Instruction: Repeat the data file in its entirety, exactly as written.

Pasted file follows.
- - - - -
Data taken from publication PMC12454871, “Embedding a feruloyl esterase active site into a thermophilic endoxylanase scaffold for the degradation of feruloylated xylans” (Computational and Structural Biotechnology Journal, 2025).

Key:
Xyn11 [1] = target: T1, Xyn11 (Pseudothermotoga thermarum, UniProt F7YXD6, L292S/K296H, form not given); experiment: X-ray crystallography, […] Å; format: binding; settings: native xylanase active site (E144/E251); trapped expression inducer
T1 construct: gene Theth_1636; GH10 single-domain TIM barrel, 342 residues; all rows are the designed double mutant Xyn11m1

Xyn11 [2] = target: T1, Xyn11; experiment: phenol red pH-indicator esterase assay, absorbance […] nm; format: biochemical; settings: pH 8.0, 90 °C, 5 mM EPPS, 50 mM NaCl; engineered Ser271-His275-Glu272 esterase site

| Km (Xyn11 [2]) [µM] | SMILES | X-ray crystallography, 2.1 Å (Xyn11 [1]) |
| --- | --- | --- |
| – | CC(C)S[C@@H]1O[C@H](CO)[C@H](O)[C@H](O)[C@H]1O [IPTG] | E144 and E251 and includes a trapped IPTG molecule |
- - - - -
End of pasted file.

Data taken from publication PMC12454871, “Embedding a feruloyl esterase active site into a thermophilic endoxylanase scaffold for the degradation of feruloylated xylans” (Computational and Structural Biotechnology Journal, 2025).

Key:
Xyn11 [1] = target: T1, Xyn11 (Pseudothermotoga thermarum, UniProt F7YXD6, L292S/K296H, form not given); experiment: X-ray crystallography, […] Å; format: binding; settings: native xylanase active site (E144/E251); trapped expression inducer
T1 construct: gene Theth_1636; GH10 single-domain TIM barrel, 342 residues; all rows are the designed double mutant Xyn11m1

Xyn11 [2] = target: T1, Xyn11; experiment: phenol red pH-indicator esterase assay, absorbance […] nm; format: biochemical; settings: pH 8.0, 90 °C, 5 mM EPPS, 50 mM NaCl; engineered Ser271-His275-Glu272 esterase site

| Km (Xyn11 [2]) [µM] | SMILES | X-ray crystallography, 2.1 Å (Xyn11 [1]) |
| --- | --- | --- |
| – | CC(C)S[C@@H]1O[C@H](CO)[C@H](O)[C@H](O)[C@H]1O [IPTG] | E144 and E251 and includes a trapped IPTG molecule |